The one thing that can not happen again is for the format to feel gimmicky and confusing. You know there is trouble when even some people who have been involved with NASCAR have no idea how the race will be run this year. Enough of that, and the people who love the sport don’t care for it. Make it a simple format, that doesn’t take the credibility and the integrity of the sport into places it doesn’t need to be. The race should be run with a simple format, so that even the casual fan who doesn’t know the difference between a stock car and a sprint car can easily tell what is happening.
2: The race needs a home
I know that the NFL’s Pro Bowl, and both the MLB’s and the NBA’s All Star games are held in different venues every year, but we are not stick and ball sports, and we shouldn’t try to be. While the sport is glad that it has changed from Charlotte to Bristol after a 30 year stint, it should have a home and it isn’t at Texas Motor Speedway. But here is the kicker, let’s move to a track that no one is currently racing at. That way, no team who is involved with the All Star Race has no data or past knowledge on how to win from a previous event less that a year earlier. It would certainly shake things up, and maybe provide the race to be held at a unique venue.
3: Extend to lower series
Dave Moody from MRN and the host of SiriusXM Speedway on SiriusXM NASCAR Radio has brought up this idea, and it has some weight to it. NASCAR should open the All Star Race up to the top 10 in points in the Cup, Xfinity, Trucks, and even the ARCA national series. That way the top 10 ‘All Stars’ from the top four series in the NASCAR’s banner will compete in a race meant for the best of the best. How neat would it be to have an ARCA driver like Nick Sanchez who won last week at Kansas, race against Ben Rhodes from the Truck Series, Noah Gragson from the Xfinity Series, and Kevin Harvick from the Cup Series? NASCAR has a unique opportunity that could pay off in the long haul. You could make the race a 250-300 mile event, and run the race almost like the IMSA Weathertech Sportscar Championship with four classes and an overall winner. Not only will it be different, it will be historic for sure.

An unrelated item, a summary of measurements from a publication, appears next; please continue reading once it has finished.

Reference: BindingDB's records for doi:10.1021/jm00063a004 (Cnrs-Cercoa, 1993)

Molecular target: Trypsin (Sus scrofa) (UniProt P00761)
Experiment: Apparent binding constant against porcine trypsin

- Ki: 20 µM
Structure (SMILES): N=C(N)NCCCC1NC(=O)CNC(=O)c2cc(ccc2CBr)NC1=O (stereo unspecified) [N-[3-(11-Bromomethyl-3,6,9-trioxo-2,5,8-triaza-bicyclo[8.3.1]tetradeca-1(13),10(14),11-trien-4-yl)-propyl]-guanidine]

4: My opinion on how the All Star Race should be
Imagine this. Let’s hold the event mid week like the 2020 All Star Race was held on a Wednesday night before the Coca-Cola 600 at Charlotte, with the top 10 in points from the previous race of ARCA, Trucks, Xfinity, and Cup allowed to compete. The race will be 250 laps with two stages, one on lap 100 and the next on lap 200, with a 50 lap shootout to determine who the All Stars really are. And where will this Wednesday night shootout be held? None other than the historic North Wilkesboro Speedway in North Wilkesboro, N.C.
The track has recently announced plans to hold events in August and October, with a new repave to take place before the 2023 racing season begins. With all of the positive momentum the historic ⅝’s of a mile is getting these days, why not reward them with a race date of their own? Plus, the crowd that was at Texas Motor Speedway this past Sunday could easily fit in the grandstands at North Wilkesboro. Not only would the first running of the event at the track be historic, but it might get people to love the All Star Race again.
Things need to be fixed in NASCAR, and it’s that hard to do. Luckily, NASCAR has a chance to save some things from diminishing away like some of the other great things that have made the sport what it is today. I personally believe if NASCAR can make these changes to the All Star race, it could be saved and cherished forever.